ANALYSIS | At EFF congress, keep an eye on money man Marshall Dlamini

EFF MP Marshall Dlamini walks next to secretary general Godrich Gardee. (Jenni Evans, News24).
EFF MP Marshall Dlamini walks next to secretary general Godrich Gardee. (Jenni Evans, News24).

Rumour of an EFF factional war has been swirling about in the run-up to the party’s elective conference, with headlines like “Malema Faces an EFF Rebellion” capturing a sense of the alleged internal ructions. One name keeps cropping up – Marshall Dlamini. amaBhungane's previous reporting on his involvement in dodgy tenders may go some way to explaining his rise.

Marshall Dlamini is tipped to replace the lacklustre Godrich Gardee as the EFF’s secretary general at its elective conference, which kicks off on Friday. But just who is Marshall Dlamini?

Over the last year or so, since his name came up in connection with dubious tenders in Johannesburg and Tshwane, Dlamini has been of interest to amaBhungane. In that time, he has also garnered some level of media attention, making headlines for assaulting a security official in Parliament at the State of the Nation Address in February.

Those close to Malema are reportedly lobbying hard for Dlamini to replace Gardee, but Dlamini’s enigmatic rise cannot be explained by his fondness for what is becoming the Fighters’ rite of passage – very public brawls. What then does explain it?

Dlamini, who is from uMzimkhulu is KwaZulu-Natal, is credited with building the party’s support base in that province. The EFF more than quadrupled votes from around 70 000 in 2014 to well over 300 000 in this year’s elections.

After the elections, the EFF profiled Dlamini on Facebook, saying: “According to Commissar Marshall Dlamini, the work in KZN was a collective effort and delivered by the ordinary ground forces of the organization…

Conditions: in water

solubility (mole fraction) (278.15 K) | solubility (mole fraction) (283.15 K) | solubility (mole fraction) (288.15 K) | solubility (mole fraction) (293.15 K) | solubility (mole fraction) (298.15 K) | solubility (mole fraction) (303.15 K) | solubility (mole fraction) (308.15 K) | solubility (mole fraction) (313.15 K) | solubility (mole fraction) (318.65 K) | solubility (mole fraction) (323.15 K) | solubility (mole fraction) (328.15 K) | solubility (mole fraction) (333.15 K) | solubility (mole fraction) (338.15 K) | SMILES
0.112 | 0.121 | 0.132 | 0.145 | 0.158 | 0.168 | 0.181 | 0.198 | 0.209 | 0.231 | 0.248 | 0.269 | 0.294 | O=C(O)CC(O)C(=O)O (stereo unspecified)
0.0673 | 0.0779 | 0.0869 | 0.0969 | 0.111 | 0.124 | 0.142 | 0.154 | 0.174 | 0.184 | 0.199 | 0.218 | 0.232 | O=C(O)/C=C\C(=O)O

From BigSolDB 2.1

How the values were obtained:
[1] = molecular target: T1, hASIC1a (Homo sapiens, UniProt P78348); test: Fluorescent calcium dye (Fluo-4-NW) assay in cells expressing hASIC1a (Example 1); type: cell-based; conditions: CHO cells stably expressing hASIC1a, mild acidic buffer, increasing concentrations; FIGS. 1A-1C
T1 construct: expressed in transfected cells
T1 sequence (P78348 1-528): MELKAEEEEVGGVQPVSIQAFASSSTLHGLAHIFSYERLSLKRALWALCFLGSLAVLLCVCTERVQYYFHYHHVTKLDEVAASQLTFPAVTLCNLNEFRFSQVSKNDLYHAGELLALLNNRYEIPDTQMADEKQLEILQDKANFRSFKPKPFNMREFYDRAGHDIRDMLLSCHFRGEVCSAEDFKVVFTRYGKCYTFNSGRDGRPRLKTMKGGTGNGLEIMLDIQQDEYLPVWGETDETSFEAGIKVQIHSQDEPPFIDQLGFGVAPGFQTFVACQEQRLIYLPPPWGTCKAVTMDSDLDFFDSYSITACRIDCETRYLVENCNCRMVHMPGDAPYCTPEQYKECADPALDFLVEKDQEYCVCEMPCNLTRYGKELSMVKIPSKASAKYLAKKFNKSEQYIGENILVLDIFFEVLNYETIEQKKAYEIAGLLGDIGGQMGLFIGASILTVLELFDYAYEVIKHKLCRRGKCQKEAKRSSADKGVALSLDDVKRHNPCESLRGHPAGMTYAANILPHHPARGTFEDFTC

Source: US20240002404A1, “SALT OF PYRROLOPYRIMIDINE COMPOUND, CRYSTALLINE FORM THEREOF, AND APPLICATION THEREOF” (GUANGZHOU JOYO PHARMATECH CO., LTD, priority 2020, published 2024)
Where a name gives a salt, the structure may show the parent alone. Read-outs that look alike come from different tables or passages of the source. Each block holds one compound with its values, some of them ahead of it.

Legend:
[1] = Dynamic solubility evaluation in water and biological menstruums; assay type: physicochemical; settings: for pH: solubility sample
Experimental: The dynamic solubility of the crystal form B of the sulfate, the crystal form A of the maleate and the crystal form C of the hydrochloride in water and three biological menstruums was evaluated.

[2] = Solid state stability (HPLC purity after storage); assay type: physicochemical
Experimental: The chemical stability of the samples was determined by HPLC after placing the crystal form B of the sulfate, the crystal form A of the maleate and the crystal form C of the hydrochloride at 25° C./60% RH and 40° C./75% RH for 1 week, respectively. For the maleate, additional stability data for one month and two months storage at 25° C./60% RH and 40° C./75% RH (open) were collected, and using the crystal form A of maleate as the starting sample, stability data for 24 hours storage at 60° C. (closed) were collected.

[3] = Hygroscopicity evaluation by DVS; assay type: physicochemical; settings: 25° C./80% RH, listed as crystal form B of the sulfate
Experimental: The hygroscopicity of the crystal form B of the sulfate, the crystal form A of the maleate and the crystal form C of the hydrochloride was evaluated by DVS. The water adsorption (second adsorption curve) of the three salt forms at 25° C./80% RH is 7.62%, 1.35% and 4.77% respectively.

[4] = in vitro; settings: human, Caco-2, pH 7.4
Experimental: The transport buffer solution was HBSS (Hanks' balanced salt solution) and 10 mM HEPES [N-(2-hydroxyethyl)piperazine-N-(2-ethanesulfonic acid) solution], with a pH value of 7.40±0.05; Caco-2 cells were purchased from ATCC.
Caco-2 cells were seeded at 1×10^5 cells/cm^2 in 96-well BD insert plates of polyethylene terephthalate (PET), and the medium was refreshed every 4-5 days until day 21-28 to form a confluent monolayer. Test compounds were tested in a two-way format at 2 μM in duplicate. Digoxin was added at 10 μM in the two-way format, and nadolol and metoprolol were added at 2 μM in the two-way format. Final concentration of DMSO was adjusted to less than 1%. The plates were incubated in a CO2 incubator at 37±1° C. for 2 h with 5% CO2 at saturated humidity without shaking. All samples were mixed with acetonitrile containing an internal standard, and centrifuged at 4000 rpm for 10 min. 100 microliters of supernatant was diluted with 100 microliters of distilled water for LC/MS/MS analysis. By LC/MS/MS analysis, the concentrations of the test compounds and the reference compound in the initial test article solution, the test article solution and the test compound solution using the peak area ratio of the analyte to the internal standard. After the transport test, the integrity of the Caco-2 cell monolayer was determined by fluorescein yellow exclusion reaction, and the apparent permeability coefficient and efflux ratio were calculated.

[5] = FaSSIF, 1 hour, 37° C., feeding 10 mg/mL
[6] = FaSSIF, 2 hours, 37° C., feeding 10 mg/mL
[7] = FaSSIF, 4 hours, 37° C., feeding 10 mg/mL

“He thanks the people of KZN, firstly for opening their homes while we were doing door-to-door campaigns and speaking to them as individuals. Secondly, for believing in our message by voting for us and says we are committing to never fail them.”

READ: Don't let cash, Chicken Licken or booze influence you, EFF delegates cautioned

But there appears to be more to Dlamini’s rise – and reputed closeness to Julius Malema – than his supposed ability to live up to his name in marshalling the EFF “ground forces”.

A more clandestine explanation puts him at the heart of a network of business and patronage ties within the party.

Dlamini’s background is in business – construction and plant hire in particular. According to one former EFF MP, Dlamini was hesitant about taking up a formal party position because that would mean giving up promising business interests.

But he ended up taking the political plunge, while, it appears, also hanging on to a level of involvement in business, melding the two craftily and very successfully.

He has cropped up in amaBhungane investigations into tender rigging and manipulation in metros where the EFF had a strong political foothold and could lean on officials involved in procurement processes.

The ease with which the party can command influence in key metros where it emerged kingmaker after the 2016 local government elections has bred a certain brazenness.

AmaBhungane has seen evidence of that brazenness in messages from Dlamini requesting officials to intervene in a metro's internal legal matter. Sources who provided the messages said they show that Dlamini had an improper interest in, and insight into, internal procedures and information that no politician, least of all an MP who had no political role in the metro, should have been involved in.

READ: Firm that won R1bn Joburg fleet contract paid Malema-EFF 'slush fund'

In amaBhungane’s exposé on a dodgy Johannesburg fleet tender published last year, Dlamini was there, lurking in the background and pulling political strings together.

That story and subsequent reporting showed that the company that won the contract paid “kickbacks” to a Malema slush fund, presumably in return for leaning on officials.

A former senior city executive claimed that he was asked to meet with Dlamini at a Sandton hotel, where Dlamini told him that they wanted the fleet tender to go to “a company that works with us”.